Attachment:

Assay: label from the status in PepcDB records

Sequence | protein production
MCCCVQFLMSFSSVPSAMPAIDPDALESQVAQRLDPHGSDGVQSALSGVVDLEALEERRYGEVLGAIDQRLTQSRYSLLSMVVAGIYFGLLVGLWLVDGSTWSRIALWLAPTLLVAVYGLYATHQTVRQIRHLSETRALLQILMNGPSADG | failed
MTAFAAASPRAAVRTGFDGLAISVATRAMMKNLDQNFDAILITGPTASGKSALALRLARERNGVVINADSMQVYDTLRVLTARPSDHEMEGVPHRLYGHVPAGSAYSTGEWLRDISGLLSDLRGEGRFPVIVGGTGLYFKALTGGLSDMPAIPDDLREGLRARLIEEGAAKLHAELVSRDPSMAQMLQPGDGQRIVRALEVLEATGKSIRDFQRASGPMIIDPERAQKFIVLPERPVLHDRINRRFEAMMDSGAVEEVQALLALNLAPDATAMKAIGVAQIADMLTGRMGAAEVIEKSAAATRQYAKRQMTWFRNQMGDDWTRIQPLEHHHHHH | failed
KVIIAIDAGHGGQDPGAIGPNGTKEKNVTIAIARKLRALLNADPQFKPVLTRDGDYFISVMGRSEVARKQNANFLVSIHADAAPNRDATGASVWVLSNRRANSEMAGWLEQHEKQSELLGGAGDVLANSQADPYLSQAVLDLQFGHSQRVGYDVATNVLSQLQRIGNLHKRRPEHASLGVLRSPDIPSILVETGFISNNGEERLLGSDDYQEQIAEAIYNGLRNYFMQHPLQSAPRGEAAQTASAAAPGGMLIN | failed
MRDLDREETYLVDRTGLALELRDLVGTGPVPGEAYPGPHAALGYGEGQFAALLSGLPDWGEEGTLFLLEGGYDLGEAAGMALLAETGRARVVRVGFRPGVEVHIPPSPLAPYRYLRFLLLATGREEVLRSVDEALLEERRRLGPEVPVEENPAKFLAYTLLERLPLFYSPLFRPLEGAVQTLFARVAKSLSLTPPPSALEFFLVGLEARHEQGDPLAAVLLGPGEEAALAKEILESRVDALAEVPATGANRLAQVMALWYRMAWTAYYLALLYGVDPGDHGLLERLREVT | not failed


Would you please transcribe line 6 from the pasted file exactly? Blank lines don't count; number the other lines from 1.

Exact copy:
MRDLDREETYLVDRTGLALELRDLVGTGPVPGEAYPGPHAALGYGEGQFAALLSGLPDWGEEGTLFLLEGGYDLGEAAGMALLAETGRARVVRVGFRPGVEVHIPPSPLAPYRYLRFLLLATGREEVLRSVDEALLEERRRLGPEVPVEENPAKFLAYTLLERLPLFYSPLFRPLEGAVQTLFARVAKSLSLTPPPSALEFFLVGLEARHEQGDPLAAVLLGPGEEAALAKEILESRVDALAEVPATGANRLAQVMALWYRMAWTAYYLALLYGVDPGDHGLLERLREVT | not failed